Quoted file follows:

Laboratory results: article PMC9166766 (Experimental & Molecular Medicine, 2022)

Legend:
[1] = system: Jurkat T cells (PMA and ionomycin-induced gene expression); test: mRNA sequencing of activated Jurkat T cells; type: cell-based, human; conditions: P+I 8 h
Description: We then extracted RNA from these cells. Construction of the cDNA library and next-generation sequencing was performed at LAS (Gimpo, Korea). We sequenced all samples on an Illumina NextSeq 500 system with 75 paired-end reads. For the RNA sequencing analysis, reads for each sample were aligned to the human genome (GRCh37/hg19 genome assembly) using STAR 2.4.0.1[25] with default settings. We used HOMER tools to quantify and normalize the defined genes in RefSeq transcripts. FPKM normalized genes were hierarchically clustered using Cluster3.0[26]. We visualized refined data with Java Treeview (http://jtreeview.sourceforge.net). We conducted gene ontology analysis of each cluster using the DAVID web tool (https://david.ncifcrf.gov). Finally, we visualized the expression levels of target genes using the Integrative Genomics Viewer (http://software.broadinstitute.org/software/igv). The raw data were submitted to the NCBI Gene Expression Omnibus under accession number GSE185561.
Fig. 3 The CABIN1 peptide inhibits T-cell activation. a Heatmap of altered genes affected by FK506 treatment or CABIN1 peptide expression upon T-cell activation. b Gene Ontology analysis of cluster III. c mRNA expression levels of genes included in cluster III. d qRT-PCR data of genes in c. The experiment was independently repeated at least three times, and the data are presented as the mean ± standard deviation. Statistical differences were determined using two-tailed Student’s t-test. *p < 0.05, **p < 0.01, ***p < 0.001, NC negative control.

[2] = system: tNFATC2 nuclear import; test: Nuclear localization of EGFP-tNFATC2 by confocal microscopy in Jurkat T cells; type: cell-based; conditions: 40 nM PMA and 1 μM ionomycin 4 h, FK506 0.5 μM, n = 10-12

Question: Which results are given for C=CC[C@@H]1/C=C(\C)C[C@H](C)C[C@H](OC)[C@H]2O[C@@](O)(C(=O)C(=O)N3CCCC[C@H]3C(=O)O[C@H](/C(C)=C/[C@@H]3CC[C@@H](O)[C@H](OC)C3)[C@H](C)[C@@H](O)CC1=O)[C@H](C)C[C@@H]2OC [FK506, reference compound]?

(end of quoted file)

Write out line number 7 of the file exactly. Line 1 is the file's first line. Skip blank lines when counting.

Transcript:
Question: Which results are given for C=CC[C@@H]1/C=C(\C)C[C@H](C)C[C@H](OC)[C@H]2O[C@@](O)(C(=O)C(=O)N3CCCC[C@H]3C(=O)O[C@H](/C(C)=C/[C@@H]3CC[C@@H](O)[C@H](OC)C3)[C@H](C)[C@@H](O)CC1=O)[C@H](C)C[C@@H]2OC [FK506, reference compound]?